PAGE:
EDITORIAL: Local governments, taxpayers can’t escape covid pain

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Categories: Editorial, Opinion

The coronavirus crisis has overburdened our health care system.

It’s submarined our national, state and local economies, perhaps for many years.

Thousands are out of work and many businesses may be forced to close for good.

It’s upended our educational system and resulted in thousands of people becoming ill or dying from the virus.

So what makes Schenectady residents think this crisis wouldn’t have an impact on the city budget and their local tax bills?

Mayor Gary McCarthy last week submitted his proposed budget for 2021, and it’s not pretty.

To close an anticipated $12 million budget deficit, the proposed $87.68 million budget includes 63 personnel cuts that cross the spectrum of city government, from police and firefighters to staff positions, painters, crossing cards and codes officers.

Many of the positions are those that became vacant and haven’t been filled, meaning city residents have been living without them for some time now.

While the mayor’s budget cuts $3.4 million in general fund spending from the current year, it also contains a 2.82% tax hike and a $5 per month increase in the price of trash collection.

It’s the tax hike that’s got some residents up in arms. And with city taxes already as high as they are, that’s understandable.

But honestly, what did they expect?

Like everywhere else, the city has been reeling from a decline in business and sales tax due to the covid shutdowns. Property sales were down significantly, and the state, facing its own financial hardships, has withheld more than $2 million in aid.

Those asking what happened to the promised tax break from the casino revenue forget that the casino was closed for nearly six months, and only now is beginning to ramp up again and generate tax revenue.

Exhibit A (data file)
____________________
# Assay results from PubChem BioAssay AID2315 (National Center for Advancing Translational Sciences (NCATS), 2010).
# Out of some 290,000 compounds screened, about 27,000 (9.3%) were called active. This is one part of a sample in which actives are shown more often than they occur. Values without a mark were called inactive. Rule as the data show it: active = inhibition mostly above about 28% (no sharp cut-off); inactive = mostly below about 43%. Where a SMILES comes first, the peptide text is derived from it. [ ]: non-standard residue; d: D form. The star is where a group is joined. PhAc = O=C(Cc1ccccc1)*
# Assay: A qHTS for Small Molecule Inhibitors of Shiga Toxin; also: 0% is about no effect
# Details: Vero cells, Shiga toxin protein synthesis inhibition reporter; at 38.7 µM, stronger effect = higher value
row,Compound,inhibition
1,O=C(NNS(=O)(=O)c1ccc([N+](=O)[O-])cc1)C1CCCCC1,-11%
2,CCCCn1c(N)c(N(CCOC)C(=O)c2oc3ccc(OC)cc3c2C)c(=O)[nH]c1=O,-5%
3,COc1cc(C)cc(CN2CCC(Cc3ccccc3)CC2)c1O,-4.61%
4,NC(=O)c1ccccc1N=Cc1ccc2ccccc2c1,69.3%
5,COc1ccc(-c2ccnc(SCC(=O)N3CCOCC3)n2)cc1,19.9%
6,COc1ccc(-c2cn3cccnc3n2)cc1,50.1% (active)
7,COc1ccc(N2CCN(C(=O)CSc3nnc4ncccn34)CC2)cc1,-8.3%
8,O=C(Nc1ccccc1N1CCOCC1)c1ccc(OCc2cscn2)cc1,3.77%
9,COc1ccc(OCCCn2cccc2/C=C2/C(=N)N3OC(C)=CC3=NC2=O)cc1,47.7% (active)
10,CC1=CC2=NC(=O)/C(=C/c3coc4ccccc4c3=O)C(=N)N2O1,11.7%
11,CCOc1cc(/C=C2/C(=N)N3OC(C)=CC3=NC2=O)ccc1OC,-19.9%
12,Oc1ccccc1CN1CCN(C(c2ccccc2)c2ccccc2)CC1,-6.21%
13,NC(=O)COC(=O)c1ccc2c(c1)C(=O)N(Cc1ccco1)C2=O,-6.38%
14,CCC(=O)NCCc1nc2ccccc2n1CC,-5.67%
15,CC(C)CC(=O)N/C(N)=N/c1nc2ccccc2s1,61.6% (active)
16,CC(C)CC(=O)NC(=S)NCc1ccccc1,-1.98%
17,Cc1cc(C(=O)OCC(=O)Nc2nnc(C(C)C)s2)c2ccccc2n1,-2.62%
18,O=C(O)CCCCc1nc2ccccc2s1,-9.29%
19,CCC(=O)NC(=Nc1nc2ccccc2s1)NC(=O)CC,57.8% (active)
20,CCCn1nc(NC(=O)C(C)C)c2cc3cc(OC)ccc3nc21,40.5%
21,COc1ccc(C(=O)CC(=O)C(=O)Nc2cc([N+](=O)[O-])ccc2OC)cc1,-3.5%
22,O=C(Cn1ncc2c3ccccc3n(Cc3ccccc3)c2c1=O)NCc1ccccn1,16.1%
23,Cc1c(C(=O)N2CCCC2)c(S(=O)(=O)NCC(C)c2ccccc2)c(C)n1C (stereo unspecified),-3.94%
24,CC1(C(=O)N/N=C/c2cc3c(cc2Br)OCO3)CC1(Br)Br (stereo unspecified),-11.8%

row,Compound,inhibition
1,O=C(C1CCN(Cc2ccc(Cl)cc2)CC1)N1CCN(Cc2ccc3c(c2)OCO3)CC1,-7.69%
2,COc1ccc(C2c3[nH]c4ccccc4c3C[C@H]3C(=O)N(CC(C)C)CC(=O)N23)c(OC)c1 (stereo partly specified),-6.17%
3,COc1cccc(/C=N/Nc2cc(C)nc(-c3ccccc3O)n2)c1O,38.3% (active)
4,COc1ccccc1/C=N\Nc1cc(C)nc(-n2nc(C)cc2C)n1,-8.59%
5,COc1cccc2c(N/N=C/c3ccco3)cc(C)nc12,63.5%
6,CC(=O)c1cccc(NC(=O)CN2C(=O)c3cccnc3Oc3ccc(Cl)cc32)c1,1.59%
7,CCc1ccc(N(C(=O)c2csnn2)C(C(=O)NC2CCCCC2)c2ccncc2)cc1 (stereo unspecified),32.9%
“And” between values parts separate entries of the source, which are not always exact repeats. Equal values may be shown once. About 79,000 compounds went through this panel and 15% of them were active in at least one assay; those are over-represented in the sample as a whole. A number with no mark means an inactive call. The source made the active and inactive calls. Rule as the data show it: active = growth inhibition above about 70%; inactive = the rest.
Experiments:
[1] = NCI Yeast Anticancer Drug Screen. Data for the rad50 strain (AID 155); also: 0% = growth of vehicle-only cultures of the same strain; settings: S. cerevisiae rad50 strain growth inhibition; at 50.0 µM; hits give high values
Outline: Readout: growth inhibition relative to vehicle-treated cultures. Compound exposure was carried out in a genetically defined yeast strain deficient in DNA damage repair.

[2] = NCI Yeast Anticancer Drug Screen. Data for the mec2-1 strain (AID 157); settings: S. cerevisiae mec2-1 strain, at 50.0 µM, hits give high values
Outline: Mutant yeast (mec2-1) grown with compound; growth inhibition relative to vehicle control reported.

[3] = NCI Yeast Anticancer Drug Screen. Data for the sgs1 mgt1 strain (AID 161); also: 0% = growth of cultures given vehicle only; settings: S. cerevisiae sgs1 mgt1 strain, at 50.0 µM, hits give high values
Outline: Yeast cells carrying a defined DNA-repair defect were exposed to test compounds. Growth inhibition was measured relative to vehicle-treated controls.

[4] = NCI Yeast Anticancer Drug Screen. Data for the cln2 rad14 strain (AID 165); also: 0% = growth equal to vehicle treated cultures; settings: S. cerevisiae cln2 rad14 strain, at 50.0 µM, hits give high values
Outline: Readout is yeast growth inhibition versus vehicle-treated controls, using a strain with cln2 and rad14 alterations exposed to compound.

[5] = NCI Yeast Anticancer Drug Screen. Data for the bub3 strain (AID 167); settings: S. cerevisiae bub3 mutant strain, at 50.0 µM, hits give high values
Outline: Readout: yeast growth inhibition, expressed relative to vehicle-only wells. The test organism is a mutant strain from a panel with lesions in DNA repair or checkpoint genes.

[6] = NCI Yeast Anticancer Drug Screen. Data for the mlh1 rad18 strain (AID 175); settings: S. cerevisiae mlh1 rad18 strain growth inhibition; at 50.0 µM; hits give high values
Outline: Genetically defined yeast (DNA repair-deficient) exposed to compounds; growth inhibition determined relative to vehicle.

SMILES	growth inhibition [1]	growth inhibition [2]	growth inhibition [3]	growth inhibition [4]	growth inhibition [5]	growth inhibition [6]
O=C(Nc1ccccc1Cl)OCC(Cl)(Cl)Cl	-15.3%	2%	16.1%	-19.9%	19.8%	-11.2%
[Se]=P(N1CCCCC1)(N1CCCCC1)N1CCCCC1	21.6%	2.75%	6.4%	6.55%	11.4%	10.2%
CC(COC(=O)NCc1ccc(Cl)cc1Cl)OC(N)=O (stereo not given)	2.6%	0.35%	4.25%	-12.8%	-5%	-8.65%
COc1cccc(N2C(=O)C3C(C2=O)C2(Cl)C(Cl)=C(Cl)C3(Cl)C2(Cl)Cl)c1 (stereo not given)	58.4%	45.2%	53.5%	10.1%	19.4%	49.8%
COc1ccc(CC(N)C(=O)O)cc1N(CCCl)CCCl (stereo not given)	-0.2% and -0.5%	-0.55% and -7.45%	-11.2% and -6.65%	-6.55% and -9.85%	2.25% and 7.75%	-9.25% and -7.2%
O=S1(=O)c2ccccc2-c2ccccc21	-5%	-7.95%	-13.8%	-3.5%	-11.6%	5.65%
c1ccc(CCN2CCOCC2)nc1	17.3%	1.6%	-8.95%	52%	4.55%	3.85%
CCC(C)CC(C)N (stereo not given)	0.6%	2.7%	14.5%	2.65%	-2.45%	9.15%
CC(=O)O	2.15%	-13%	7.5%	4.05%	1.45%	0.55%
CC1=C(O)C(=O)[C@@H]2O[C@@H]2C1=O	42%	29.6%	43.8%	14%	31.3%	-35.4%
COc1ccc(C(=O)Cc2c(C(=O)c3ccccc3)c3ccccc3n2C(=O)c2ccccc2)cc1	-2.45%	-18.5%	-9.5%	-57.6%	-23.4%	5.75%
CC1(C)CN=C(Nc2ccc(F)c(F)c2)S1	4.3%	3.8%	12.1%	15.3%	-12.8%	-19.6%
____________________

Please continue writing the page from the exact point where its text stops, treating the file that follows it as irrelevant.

During the shutdown, the city lost $1.9 million in anticipated casino revenue.

The city even incurred additional unreimbursed expenses it didn’t have a year ago, to deal with the covid crisis and the Black Lives Matter protests.

While the city is looking to the state for financial help to balance its budget and pay some of its expenses, the governor has his back turned to Washington, seeking a financial bailout that Congress seems very reluctant to provide.

To help avert further layoffs, particularly to police and fire, the city last week borrowed $7 million.

In an editorial in August, we urged the city to only borrow as a last resort after exhausting all other options to cut non-essential staff and recover unpaid taxes.

Does this budget exhaust all other options?

That will be up to members of the City Council to decide if there are other areas in the mayor’s budget to cut that could help stave off the tax and fee increases.

One area we’re particularly concerned about are the proposed cuts to the city codes office. This city has seen the fatal consequences of having a codes office ill-equipped and undermanned to inspect properties and enforce codes.

If the council wants to restore the lost positions, as it should, it will have to find the money to pay for them.

Maybe there are programs or expenses that can be put off another year. If they can’t or won’t identify them, that might mean cutting other essential services, raising more fees or increasing the proposed tax hike.

If citizens or council members have other ideas for cutting expenses, eliminating waste and keeping taxes in line, now is the time to share them. You have until Nov. 1.

But the options might not be as obvious or readily available as one might think.

No one has escaped the pain of the coronavirus crisis. Local governments are now being forced to come to terms with that.

And so, unfortunately, are their taxpayers.

 

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